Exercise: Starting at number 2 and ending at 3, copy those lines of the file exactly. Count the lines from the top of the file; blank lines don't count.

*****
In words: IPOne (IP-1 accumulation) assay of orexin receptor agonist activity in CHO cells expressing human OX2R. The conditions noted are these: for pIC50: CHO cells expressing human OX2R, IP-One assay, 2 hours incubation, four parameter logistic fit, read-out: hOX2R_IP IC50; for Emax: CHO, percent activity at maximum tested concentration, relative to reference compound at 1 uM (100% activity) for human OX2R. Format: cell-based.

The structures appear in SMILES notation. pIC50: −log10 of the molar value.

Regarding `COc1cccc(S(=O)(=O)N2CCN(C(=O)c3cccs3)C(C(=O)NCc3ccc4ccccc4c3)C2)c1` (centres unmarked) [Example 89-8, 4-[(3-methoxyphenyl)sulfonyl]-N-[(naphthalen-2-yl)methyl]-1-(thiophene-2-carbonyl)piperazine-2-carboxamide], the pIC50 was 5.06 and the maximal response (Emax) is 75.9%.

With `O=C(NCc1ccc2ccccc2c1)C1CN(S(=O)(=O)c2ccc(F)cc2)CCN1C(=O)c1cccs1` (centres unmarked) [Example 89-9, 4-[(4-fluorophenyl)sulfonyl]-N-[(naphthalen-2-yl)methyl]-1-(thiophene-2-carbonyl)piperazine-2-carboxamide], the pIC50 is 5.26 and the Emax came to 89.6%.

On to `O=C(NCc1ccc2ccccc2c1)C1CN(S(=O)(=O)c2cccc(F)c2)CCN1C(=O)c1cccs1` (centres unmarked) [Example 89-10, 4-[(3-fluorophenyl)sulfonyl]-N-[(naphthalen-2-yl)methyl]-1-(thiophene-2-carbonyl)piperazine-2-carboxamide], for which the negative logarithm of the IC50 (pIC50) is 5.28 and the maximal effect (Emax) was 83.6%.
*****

The structures appear in SMILES notation. pIC50: −log10 of the molar value.

Regarding `COc1cccc(S(=O)(=O)N2CCN(C(=O)c3cccs3)C(C(=O)NCc3ccc4ccccc4c3)C2)c1` (centres unmarked) [Example 89-8, 4-[(3-methoxyphenyl)sulfonyl]-N-[(naphthalen-2-yl)methyl]-1-(thiophene-2-carbonyl)piperazine-2-carboxamide], the pIC50 was 5.06 and the maximal response (Emax) is 75.9%.